Maria Martins (1894-1973) O Boto, circa 1943 30 1/4in. (77cm) high
Lot 178
Maria Martins (1894-1973) O Boto, circa 1943 30 1/4in. (77cm) high
Sold for US$ 92,500 inc. premium
Auction Details
Contemporary Art New York
12 Nov 2012 10:00 EST

Auction 19985
Lot Details
Maria Martins (1894-1973)
O Boto, circa 1943
sandstone
30 1/4in. (77cm) high
This work is unique.

Footnotes

  • PROVENANCE:
    Collection of the artist and thence by descent to the present owner.

    EXHIBITED:
    São Paulo, Pinakotheke São Paulo, Escultores, Esculturas, 19 June-30 August, 2003, no. 5 (illustrated, pp. 11 and 29-30).

    "On the moving threshold of humankind, when man became aware of his spiritual life for the first time, and discovered his mental life, Art was born that day" (Maria Martins).

    Maria Martins was born in 1894 in Campanha, Brazil, into a prominent and influential family closely associated with the ruling elite. In 1926 she married the young Brazilian diplomat Carlos Martins. During that period she began sculpting, perfecting her techniques studying in Belgium with sculptor Oscar Jesper and later with Jacques Lipchitz in the USA.

    In 1939 Carlos Martins became the Brazilian ambassador to the United States in Washington D. C. and the family moved to the United States. Here, Martins was introduced to Andre Breton and the group of European artists linked to Surrealism, including Michel Tapié, André Masson, Max Ernst and Marcel Duchamp. Her expressive, organic sculptures of that time portrayed the natural forces and legends of Amazonia, and immediately attracted the attention and the recognition of the long established Surrealists who sought sanctuary in New York City from World War II.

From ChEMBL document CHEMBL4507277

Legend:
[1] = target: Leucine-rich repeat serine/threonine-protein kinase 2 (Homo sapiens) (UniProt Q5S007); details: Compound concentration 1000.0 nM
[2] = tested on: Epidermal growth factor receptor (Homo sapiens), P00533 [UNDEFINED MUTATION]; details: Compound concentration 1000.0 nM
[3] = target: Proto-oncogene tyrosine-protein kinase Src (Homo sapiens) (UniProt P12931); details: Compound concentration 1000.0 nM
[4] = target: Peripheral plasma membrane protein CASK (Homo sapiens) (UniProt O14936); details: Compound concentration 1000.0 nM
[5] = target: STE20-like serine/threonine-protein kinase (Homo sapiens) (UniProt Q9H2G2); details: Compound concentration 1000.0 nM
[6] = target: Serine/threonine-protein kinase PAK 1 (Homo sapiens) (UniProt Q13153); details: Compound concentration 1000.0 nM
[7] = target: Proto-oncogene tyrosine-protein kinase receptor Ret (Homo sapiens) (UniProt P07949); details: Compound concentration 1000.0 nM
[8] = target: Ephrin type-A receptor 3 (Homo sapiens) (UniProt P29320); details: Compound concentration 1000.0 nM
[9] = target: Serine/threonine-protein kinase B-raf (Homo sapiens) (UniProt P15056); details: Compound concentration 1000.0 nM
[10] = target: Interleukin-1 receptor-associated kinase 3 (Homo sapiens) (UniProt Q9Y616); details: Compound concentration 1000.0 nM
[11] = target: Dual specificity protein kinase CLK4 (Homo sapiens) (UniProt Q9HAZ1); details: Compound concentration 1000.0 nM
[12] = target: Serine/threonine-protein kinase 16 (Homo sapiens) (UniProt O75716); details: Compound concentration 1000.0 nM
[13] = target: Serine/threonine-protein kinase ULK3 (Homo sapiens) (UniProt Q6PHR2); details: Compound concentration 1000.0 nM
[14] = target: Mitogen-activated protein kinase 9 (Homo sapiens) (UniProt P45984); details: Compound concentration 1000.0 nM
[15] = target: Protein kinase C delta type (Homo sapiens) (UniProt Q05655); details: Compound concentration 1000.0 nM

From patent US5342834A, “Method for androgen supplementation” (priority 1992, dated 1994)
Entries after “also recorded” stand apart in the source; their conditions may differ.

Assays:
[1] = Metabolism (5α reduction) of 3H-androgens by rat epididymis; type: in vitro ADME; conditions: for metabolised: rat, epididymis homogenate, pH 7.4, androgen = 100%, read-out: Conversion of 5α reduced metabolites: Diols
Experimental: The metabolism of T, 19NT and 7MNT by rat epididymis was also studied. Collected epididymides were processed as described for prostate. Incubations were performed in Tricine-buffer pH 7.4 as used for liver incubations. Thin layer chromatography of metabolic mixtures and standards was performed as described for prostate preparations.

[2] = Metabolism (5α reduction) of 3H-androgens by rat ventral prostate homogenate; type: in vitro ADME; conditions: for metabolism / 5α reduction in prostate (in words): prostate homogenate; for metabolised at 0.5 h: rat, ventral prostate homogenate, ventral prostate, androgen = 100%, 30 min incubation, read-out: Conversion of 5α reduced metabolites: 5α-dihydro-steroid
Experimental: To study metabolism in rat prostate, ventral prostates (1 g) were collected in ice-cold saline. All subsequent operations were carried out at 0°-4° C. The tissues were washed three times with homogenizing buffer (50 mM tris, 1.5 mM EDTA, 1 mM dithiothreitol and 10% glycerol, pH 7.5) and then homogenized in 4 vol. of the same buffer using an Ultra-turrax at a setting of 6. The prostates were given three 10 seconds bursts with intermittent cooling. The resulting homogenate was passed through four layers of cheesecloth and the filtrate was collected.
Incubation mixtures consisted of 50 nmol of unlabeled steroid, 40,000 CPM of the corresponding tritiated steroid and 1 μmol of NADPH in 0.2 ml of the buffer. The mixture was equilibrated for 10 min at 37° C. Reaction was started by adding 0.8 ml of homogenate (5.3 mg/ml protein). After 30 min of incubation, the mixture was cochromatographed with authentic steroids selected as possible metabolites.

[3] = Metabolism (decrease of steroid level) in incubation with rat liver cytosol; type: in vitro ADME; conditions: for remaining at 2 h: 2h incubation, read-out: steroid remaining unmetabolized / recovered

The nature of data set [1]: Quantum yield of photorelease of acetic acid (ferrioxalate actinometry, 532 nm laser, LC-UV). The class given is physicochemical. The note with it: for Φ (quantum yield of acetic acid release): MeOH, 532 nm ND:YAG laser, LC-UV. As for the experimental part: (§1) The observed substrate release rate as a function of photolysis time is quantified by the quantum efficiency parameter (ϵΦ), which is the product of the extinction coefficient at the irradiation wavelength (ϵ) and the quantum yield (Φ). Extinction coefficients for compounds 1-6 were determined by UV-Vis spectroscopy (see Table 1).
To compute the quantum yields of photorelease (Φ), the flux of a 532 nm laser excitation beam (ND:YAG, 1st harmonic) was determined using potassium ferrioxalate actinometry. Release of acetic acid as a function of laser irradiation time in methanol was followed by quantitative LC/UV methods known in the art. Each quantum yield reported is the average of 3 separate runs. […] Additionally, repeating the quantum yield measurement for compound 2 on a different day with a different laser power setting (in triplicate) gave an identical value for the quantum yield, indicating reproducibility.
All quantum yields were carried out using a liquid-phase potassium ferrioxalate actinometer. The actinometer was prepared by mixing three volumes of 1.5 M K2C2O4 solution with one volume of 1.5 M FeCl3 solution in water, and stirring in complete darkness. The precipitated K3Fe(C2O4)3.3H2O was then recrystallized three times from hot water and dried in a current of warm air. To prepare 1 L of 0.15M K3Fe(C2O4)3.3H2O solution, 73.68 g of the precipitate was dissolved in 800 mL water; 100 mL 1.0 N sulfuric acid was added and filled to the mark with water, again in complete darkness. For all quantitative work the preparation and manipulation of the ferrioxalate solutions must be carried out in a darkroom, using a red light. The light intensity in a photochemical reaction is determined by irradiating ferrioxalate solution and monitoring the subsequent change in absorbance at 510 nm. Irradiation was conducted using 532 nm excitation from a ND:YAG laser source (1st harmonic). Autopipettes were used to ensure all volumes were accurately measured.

She was hailed by André Breton as one of the brightest stars of the post war art movements. Amédée Ozenfant (1886-1966), founder of Elan and one of the fathers of the Purist movement announced her a genius when he first saw her work in 1940. Michel Tapié noted, "Maria Martins with her sculpting brought us to a most unsettling, generous experience, a passionate and liberating tropical witchcraft."

    In October 1941 Martins experienced her first solo exhibition, "Maria" at the Corcoran Gallery of Art in Washington, D.C. Nelson Rockefeller acquired a jacaranda wood sculpture for MOMA from that exhibition. In 1943, the Valentine Gallery in New York presented the exhibition, Maria: New Sculptures and Mondrian: New paintings. (Martins donated Broadway Boogie Woogie by Mondrian to that exhibition at MOMA). Martin exhibited her Amazon series in this exhibition.

    According to Katia Canton, curator of the XXIV Bienal of São Paulo, "From 1942 onwards, the works of Maria Martins weave the image of a scenic Brazilianness, reflecting the nostalgic attitude of Brazilian sensuality and lushness that feeds European imagination. They bear the hallmark of concern prompted by the sum of the original Brazil, the actual experienced country and the primitive imaginary Brazil as a repository of the legends of Amazonia and the images of untamed nature, symbolic of desire".

    Martins was also close friends with Marcel Duchamp. Their friendship evolved into a meaningful artistic partnership with profound repercussions to the careers of both artists. Duchamp dedicated several works to her including Paysage Fautif.

    O Boto with its peculiar tale is a sexual vigor, protection and salvation is a product of this phase of rich artistic combustion.
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